Key Points:

Recent comments by the Commonwealth Government's Industry Minister Ian MacFarlane regarding the Government's plan to boost the development of offshore oil and gas projects under its "use it or lose it" policy are likely to be reflected in the stricter enforcement of Retention Lease conditions.

Under the Coalition Government's Policy for Resources and Energy released in September 2013, oil and gas companies may have their offshore Retention Leases revoked if they fail to commence development of the underlying petroleum resource in certain circumstances.

OPGGSA and Retention Leases

The Offshore Petroleum and Greenhouse Gas Storage Act 2006 (OPGGSA) has, as two of its objectives, the promotion of the development of commercial discoveries and ensuring that lessees actively seek to address matters inhibiting the commercialisation of their discoveries.

Retention Leases granted under the OPGGSA provide security of title for petroleum resources that are not currently commercially viable but which have genuine development potential (ie. development is likely to be commercially viable within 15 years). If granted, a Retention Lease is excised from an Exploration Permit following the discovery of petroleum.

Commercial viability means that the discovery could be developed given existing knowledge of the field, having regard to prevailing market conditions and using proven technology readily available within the industry so as to provide an acceptable rate of return. A holder of a Retention Lease must be prepared to acquire or apply proven technology readily available within the industry.

It should be noted that the Commonwealth Government's jurisdiction under the OPGGSA extends to offshore areas only; the States and Territories control onshore mining and petroleum tenements.

Retention Leases are subject to any such conditions as the Minister thinks fit.

Curiously, in connection with the Woodside-operated Browse Basin project, all seven of the Retention Leases (two of which were onshore and therefore granted under State legislation), as granted in 2009, obliged the holders to explore the creation of onshore LNG facilities, referred to as the James Price Point Gas Hub proposal. While the Western Australian Government has strenuously insisted on the James Price Point Gas Hub proposal, in August 2013 the previous Commonwealth Government removed this condition as to the five offshore Retention Leases granted under the OPGGSA.

Coalition Government's policy on Retention Leases

The Policy provides that the newly formed Government intends to verify that Retention Leases granted under the OPGGSA are being held for "a legitimate need to secure gas for long-lived production projects" and not to "obtain a competitive commercial advantage".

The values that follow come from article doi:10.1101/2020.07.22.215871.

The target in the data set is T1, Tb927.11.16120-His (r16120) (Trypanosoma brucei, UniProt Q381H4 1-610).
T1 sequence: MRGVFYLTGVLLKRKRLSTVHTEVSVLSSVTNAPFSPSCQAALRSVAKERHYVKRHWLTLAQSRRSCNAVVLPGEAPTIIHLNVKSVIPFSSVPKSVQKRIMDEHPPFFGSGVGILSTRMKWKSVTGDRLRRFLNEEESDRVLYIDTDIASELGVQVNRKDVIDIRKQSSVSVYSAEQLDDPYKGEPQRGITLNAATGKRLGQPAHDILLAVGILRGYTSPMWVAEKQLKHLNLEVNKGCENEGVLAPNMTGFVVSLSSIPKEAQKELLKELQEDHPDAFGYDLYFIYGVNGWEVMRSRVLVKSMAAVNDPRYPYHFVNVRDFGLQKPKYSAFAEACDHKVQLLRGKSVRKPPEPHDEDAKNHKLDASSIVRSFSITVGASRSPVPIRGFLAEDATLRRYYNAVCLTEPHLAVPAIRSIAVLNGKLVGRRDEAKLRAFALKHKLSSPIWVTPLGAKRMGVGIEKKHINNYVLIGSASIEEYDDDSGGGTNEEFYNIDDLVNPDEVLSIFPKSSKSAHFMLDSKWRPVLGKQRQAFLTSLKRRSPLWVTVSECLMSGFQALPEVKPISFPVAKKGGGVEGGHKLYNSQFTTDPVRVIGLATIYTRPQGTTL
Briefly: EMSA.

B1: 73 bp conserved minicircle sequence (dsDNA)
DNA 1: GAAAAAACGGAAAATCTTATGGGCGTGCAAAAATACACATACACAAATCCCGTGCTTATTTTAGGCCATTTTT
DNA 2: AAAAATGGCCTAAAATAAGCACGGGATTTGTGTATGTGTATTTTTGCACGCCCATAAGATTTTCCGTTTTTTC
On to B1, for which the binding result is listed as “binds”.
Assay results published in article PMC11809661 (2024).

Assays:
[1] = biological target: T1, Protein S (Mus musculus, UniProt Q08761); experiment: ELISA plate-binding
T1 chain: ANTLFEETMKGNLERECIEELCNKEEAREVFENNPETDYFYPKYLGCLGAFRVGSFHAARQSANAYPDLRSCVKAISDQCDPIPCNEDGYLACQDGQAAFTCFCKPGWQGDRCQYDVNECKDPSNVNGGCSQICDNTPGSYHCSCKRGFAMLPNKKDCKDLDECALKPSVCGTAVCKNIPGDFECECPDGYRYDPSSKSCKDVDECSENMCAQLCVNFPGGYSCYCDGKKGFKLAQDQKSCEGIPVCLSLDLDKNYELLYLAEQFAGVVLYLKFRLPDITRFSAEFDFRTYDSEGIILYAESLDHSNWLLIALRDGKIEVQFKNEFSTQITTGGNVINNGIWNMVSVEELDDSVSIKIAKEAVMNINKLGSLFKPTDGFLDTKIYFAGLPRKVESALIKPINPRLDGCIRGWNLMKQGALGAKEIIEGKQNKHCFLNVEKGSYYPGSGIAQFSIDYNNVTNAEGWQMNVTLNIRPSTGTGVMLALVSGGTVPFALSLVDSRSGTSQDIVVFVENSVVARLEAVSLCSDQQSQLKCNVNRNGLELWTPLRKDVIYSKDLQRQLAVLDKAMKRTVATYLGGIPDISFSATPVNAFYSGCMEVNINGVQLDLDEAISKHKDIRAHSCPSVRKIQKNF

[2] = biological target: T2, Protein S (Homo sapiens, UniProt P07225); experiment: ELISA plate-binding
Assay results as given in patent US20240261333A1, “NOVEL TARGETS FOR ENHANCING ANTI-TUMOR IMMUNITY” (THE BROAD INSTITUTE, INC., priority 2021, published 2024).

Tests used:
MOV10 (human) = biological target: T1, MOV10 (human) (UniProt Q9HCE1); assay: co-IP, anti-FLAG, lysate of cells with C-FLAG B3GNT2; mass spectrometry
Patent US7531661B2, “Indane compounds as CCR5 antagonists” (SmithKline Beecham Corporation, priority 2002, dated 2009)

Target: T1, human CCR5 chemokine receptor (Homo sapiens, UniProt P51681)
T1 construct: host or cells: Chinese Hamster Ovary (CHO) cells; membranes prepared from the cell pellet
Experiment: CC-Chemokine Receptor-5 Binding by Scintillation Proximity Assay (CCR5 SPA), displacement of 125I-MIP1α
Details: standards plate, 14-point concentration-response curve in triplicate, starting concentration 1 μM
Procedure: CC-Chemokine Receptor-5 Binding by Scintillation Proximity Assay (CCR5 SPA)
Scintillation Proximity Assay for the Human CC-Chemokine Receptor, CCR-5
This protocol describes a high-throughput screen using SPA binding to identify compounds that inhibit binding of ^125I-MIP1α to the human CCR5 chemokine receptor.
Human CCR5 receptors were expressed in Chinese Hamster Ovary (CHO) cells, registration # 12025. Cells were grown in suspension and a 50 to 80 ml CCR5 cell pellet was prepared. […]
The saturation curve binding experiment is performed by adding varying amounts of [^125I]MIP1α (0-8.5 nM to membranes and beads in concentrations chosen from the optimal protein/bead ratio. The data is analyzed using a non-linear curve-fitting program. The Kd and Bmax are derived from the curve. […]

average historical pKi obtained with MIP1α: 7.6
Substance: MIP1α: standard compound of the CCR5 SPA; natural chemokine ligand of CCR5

The Policy also provides that, should a field the subject of a Retention Lease become commercial, the holder of the Retention Lease "should be required to apply immediately to the Minister for a Production Licence to bring the field online".

It is against this background that Mr MacFarlane (whose portfolio includes that of the previously named Resources and Energy Minister) said on 18 September 2013 that companies wanting to develop offshore oil and gas projects could have their Retention Leases revoked if they fail to start work in the "next two to three years".

Mr MacFarlane was quoted as saying, prior to the election, that (if the Coalition Government were to be elected) he would ask the Department of Resources, Energy and Tourism to present a report on Retention Leases due for review over the next three years, suggesting that his statement on 18 September 2013 that he would pay attention to failures "to start work in the next two to three years " relates to Retention Leases expiring in that timeframe.

The Government has indicated that Mr MacFarlane will meet with major resources companies holding Retention Leases under OPGGSA to discuss the need to retain their Retention Leases.

Possible change in the assessment of applications for renewal of Retention Leases

The initial term of a Retention Lease under the OPGGSA is five years and may be renewed for further five year periods in certain circumstances.

Section 155(3) of the OPGGSA provides that if the recovery of petroleum from a Retention Lease area is commercially viable, an application to renew must be refused (the "use it or lose it" provision). In practice, this condition has not been strictly applied as Retention Leases are commonly renewed despite the presence of commercially viable petroleum reserves.

The Policy provides that "at the end of the Retention Lease period, the lease should be offered on a tender basis for a Production Licence". Consistent with this, Mr MacFarlane said "if the companies genuinely can't do it or don't want to do it or for whatever reason, then I think those tenders for retention leases when they come up for renewal should be put out to the market".

Therefore, the election of the Coalition Government may signal a change in the way applications for offshore Retention Lease renewals are treated. In particular, it would appear that a stricter enforcement of the "use it or lose it" provision in the OPGGSA is likely.

Armin Fazely